ITIL: Knowledge Management
The saying is, that knowledge is power. Is this the reason that so many people and departments are reluctant to share knowledge?
ITIL V3 defines Knowledge Management (KM) as the one central process responsible for providing knowledge to all other IT Service Management processes. The primary role of Knowledge Management is to improve the quality of decision making by ensuring that accurate, reliable and trustworthy information is available throughout the Service Lifecycle. The KM process ensures that all information used within Service Management, stored in the Service Knowledge Management System, is consistent and readily available.
Peter Dorfman wrote an article titled “Knowledge Management and the New ITIL Framework” which stated the following:
“If analysts at an IT help desk have access to one another’s trouble-shooting smarts through an interactive knowledge base tied into the incident management or call management system they share, then each analyst can handle a wider variety of issues competently, and all analysts will tend to resolve issues and restore end users’ services faster, more accurately, and at a lower total cost. If the service desk actually achieves this objective, the benefits are easy to understand, measure and translate into return on investment.”
“KM arguably has the potential to offer significant productivity gains beyond the service desk. Knowledge sharing enables more informed decision-making, and the people who provide and manage IT services make critical decisions constantly, about changes to the infrastructure, organization of projects and teams.”
“Benefits include many of the conventional things vendors talk about in reference to problem resolution tools deployed in service desks: Better, faster, more accurate problem-solving; higher first-call resolution rates lower rates of escalation to higher level subject matter experts; reduced analyst training.“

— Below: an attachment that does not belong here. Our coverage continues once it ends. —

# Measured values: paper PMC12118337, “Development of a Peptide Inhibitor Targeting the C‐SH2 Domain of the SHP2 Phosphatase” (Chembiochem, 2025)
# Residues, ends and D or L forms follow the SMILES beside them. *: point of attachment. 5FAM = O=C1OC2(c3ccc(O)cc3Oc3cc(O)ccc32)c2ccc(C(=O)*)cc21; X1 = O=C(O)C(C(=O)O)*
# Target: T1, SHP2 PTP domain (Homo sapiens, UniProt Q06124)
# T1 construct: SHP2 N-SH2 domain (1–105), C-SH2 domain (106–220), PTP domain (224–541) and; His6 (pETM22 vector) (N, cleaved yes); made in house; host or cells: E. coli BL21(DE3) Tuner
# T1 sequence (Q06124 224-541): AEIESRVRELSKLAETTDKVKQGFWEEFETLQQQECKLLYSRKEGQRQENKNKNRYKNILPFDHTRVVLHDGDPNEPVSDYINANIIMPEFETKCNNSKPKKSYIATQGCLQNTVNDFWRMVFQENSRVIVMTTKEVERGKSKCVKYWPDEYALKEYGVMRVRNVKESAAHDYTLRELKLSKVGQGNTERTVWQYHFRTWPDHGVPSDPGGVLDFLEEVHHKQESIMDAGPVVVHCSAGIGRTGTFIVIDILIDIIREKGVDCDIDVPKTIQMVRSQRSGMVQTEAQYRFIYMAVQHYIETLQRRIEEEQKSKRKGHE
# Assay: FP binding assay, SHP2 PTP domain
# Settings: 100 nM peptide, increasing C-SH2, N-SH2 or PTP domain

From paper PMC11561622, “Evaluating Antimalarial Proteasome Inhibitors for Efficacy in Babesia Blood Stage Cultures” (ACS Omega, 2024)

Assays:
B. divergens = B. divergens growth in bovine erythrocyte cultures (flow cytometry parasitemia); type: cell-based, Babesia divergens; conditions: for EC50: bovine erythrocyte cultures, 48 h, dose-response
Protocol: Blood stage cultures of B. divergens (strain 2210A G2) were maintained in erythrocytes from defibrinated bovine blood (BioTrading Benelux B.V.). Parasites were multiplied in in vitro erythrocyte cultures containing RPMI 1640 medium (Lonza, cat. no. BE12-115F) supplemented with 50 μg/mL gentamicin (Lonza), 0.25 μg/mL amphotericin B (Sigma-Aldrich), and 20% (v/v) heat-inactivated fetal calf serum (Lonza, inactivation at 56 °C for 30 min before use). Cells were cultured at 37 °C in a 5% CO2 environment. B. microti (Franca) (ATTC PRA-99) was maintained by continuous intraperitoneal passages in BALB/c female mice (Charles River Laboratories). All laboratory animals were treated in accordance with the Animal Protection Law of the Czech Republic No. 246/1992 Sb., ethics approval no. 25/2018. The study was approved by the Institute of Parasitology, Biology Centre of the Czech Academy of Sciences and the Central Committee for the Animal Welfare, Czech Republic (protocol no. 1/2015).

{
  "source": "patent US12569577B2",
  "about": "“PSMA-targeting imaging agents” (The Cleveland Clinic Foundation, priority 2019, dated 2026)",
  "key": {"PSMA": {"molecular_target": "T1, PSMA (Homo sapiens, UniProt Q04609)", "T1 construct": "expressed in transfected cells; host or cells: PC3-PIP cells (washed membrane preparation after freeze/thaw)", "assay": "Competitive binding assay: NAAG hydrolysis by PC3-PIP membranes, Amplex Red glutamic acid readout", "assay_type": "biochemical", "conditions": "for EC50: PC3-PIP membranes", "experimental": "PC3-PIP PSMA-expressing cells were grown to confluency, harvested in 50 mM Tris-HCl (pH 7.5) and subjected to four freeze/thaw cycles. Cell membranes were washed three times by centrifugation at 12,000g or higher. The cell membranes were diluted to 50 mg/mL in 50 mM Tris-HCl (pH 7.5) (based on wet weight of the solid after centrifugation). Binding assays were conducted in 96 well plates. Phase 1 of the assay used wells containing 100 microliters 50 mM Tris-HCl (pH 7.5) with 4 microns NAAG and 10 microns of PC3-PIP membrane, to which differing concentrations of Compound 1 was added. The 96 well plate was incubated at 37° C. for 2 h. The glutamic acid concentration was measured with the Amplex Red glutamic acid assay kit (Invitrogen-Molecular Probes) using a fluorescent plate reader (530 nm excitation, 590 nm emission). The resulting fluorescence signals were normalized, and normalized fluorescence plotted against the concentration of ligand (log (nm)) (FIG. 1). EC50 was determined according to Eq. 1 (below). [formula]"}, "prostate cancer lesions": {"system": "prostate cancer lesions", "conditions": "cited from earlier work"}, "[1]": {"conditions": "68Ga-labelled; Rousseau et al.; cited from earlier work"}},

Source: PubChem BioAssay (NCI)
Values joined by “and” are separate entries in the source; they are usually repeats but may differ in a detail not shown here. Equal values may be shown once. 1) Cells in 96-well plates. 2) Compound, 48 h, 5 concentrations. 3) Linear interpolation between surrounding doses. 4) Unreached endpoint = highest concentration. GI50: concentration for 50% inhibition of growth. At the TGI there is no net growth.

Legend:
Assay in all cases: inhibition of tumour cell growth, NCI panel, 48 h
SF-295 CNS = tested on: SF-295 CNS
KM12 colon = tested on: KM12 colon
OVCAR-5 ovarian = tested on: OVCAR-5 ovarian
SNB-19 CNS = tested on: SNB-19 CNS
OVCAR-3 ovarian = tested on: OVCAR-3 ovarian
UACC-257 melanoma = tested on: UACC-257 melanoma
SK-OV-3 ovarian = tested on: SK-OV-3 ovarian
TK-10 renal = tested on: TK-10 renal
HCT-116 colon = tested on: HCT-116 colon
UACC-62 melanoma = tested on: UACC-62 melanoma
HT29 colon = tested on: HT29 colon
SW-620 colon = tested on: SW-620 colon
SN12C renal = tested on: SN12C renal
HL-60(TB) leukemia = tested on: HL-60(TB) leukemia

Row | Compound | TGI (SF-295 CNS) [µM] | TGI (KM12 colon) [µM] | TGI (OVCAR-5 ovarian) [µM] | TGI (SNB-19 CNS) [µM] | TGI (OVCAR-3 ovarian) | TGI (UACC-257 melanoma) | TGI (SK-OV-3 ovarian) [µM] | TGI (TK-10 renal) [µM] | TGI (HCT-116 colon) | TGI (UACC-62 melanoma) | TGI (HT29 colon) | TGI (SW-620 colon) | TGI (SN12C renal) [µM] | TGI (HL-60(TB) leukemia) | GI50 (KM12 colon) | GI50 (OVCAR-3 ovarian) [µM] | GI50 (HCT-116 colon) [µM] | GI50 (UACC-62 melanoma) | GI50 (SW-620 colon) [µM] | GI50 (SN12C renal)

Google has made itself a popular resource for many people who wish to expand their knowledge into areas that were unknown. Searching via Google is a quick and effective method. This is the age of information and using our own Intranet Systems we can provide access to our Service Knowledge Management System (SKMS) to our stakeholders.
Creating a Service Knowledge Management System can only seen as a must for any company that wishes to have an effective service delivery for their end users, as costs incurred by service disruption are lowered but the benefits go beyond just costs. Good service management is essentially good customer service and any improvement in customer service has a positive flow-on effect for customer retention, loyalty and goodwill.
The purpose of Knowledge Management is to ensure that the right person has the right knowledge, at the right time to deliver and support the services required by the business.
- more efficient services with improved quality
- clear and common understanding of the value provided by services
- relevant information that is always available.
At the heart of Knowledge Management is the Data-Information-Knowledge-Wisdom structure, condensing raw – and unusable – data into valuable assets.
This is illustrated by the Service Knowledge Management System, holding relevant information and wisdom derived from Asset and Configuration Data.